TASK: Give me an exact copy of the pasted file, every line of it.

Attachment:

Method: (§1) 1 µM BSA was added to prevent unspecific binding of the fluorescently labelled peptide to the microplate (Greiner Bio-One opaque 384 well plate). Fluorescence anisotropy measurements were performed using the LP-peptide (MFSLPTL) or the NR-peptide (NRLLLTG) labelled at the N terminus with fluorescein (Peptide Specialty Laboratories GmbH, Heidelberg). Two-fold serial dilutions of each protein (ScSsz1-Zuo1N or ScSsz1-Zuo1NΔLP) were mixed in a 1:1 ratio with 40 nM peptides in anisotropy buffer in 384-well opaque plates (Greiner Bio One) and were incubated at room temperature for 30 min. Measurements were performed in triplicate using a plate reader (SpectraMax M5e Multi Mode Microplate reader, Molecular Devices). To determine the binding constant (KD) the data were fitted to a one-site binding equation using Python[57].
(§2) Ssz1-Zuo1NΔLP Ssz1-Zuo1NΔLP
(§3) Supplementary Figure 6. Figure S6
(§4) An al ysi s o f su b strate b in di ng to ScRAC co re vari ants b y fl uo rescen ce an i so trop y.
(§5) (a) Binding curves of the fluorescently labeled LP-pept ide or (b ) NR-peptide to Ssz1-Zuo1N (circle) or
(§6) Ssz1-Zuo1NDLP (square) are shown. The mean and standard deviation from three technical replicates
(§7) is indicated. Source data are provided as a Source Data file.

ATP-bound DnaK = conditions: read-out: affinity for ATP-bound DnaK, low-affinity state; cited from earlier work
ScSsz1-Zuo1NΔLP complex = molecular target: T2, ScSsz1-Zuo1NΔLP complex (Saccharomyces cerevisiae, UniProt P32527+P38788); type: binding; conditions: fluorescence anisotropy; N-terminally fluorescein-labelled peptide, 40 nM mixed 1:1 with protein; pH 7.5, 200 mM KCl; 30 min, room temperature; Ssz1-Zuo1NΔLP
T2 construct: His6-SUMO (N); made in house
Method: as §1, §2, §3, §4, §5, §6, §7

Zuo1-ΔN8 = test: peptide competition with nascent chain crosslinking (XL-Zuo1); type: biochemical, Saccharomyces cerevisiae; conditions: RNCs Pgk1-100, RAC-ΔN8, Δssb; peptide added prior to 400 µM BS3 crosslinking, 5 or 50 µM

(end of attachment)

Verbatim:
Method: (§1) 1 µM BSA was added to prevent unspecific binding of the fluorescently labelled peptide to the microplate (Greiner Bio-One opaque 384 well plate). Fluorescence anisotropy measurements were performed using the LP-peptide (MFSLPTL) or the NR-peptide (NRLLLTG) labelled at the N terminus with fluorescein (Peptide Specialty Laboratories GmbH, Heidelberg). Two-fold serial dilutions of each protein (ScSsz1-Zuo1N or ScSsz1-Zuo1NΔLP) were mixed in a 1:1 ratio with 40 nM peptides in anisotropy buffer in 384-well opaque plates (Greiner Bio One) and were incubated at room temperature for 30 min. Measurements were performed in triplicate using a plate reader (SpectraMax M5e Multi Mode Microplate reader, Molecular Devices). To determine the binding constant (KD) the data were fitted to a one-site binding equation using Python[57].
(§2) Ssz1-Zuo1NΔLP Ssz1-Zuo1NΔLP
(§3) Supplementary Figure 6. Figure S6
(§4) An al ysi s o f su b strate b in di ng to ScRAC co re vari ants b y fl uo rescen ce an i so trop y.
(§5) (a) Binding curves of the fluorescently labeled LP-pept ide or (b ) NR-peptide to Ssz1-Zuo1N (circle) or
(§6) Ssz1-Zuo1NDLP (square) are shown. The mean and standard deviation from three technical replicates
(§7) is indicated. Source data are provided as a Source Data file.

ATP-bound DnaK = conditions: read-out: affinity for ATP-bound DnaK, low-affinity state; cited from earlier work
ScSsz1-Zuo1NΔLP complex = molecular target: T2, ScSsz1-Zuo1NΔLP complex (Saccharomyces cerevisiae, UniProt P32527+P38788); type: binding; conditions: fluorescence anisotropy; N-terminally fluorescein-labelled peptide, 40 nM mixed 1:1 with protein; pH 7.5, 200 mM KCl; 30 min, room temperature; Ssz1-Zuo1NΔLP
T2 construct: His6-SUMO (N); made in house
Method: as §1, §2, §3, §4, §5, §6, §7

Zuo1-ΔN8 = test: peptide competition with nascent chain crosslinking (XL-Zuo1); type: biochemical, Saccharomyces cerevisiae; conditions: RNCs Pgk1-100, RAC-ΔN8, Δssb; peptide added prior to 400 µM BS3 crosslinking, 5 or 50 µM